#198: Taxidermia (2006)

Pedal faster

A tripartite set of grotesquerie and bad taste, György Pálfi’s Taxidermia offers a menu of surreal, disgusting dishes as three generations of Hungarian men pursue their extreme appetites for sex, food, and immortality. Be warned, this one is difficult to digest.

This idiosyncratic tragicomedy begins with a oafish pervert named Morosgovanyi (Csaba Czene), a Soviet soldier who is used and abused by his superior regiment. His only means of rebellion is to run into the shadows and stick his dick into everything he can find: a tub of ice water, the wall of a shed, and eventually into either his lieutenant’s wife or possibly a dead pig. Through an unnervingly beautiful dreamlike style, Pálfi makes it difficult for us to tell the difference.

The product of this liaison is pig-tailed Kalman (Gergo Trocsanyi), an unlikely athlete aspiring desperate to be crowned as the world’s best professional eater. Kalman, much like the swine who is at least spiritually, if not literally, his mother, spends most of his time at a trough, slurping down gelatinous food then vomiting it back up in a communal purge. Eat. Sick. Repeat. Although never truly meeting his aspirations, Kalman meets the sadistic loves of his life and fellow professional eater Gizi (Adel Stanczel). Pedalling off into the sunset, the highlight of his working career is being able to brag about a technique of regurgitation named after him. His piggy mum would have been so proud, if only he hadn’t eaten her.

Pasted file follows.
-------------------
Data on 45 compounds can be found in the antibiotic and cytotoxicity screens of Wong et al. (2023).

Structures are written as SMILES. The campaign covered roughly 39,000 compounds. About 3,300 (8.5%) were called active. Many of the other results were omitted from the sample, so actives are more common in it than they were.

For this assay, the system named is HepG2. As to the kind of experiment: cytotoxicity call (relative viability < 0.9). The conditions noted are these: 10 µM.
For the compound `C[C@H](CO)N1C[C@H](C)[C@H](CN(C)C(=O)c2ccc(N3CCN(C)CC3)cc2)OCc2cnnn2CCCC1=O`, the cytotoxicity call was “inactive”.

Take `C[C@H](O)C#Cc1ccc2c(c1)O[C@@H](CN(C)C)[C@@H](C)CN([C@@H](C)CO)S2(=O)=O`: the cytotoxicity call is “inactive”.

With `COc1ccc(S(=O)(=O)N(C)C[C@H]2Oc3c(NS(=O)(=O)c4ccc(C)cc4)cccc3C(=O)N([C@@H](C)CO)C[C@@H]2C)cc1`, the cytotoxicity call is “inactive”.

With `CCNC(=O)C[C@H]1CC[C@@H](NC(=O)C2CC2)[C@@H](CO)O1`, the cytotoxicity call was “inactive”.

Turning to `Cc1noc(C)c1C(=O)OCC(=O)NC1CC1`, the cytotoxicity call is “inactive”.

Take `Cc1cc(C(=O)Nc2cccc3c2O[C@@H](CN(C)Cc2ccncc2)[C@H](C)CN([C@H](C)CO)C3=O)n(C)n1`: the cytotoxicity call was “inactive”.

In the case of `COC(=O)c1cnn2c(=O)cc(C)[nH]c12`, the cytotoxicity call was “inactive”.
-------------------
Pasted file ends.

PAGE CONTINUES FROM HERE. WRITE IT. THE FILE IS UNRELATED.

Then onto the final episode in this repulsive trilogy, Kalman’s present day son Lajos (Mark Bischoff) doesn’t appear to have inherited any of the family genes or appetite. Thin, pallid, a walking skeleton, Lajos balances his time from managing his taxidermy business to tending to his now Jabba-the-Hut-esque father whose only remaining goal in life is to train his cats to eat everything in sight. Although reaching David Lynch levels of creepy, Lajos looks like the first of his family that could be, at the very least, not a psychopath. That is, until the film’s close, when we see that the apple hasn’t fell too far from this rotting family tree.

Able to inflict disgust on his audience with virtually every scene, it’s remarkable, and perhaps even worrying how enjoyable Pálfi’s Taxidermia is. Even if the film’s closing thirty minutes is a tad underwhelming, the gluttonous middle fable is astounding. With the engrossing soundtrack from Brazilian composer Amon Tobin filling the sonic stage, Kalman’s competitive gorging is accompanied by the Communist pageantry associated with the grandest athletic spectacles which would leave London 2012 Opening Ceremony director Danny Boyle aghast. Pálfi’s 360 degree, spiralling pan of the eaters at the vomit trough is rather majestic, graceful even; which only reinstates the sense of discomfort threading throughout this unforgettable dark comedy.

Taxidermia is a strikingly oxymoronic film. With high-art vision presenting the most lowly, wretched stories imaginable, Pálfi’s allegory on Hungary’s modern history is a beast which many might find too difficult to tame. If you bite the bullet and decided to give Taxidermia a spin, leave the popcorn in the cupboard. You won’t need it.

IMDb it.

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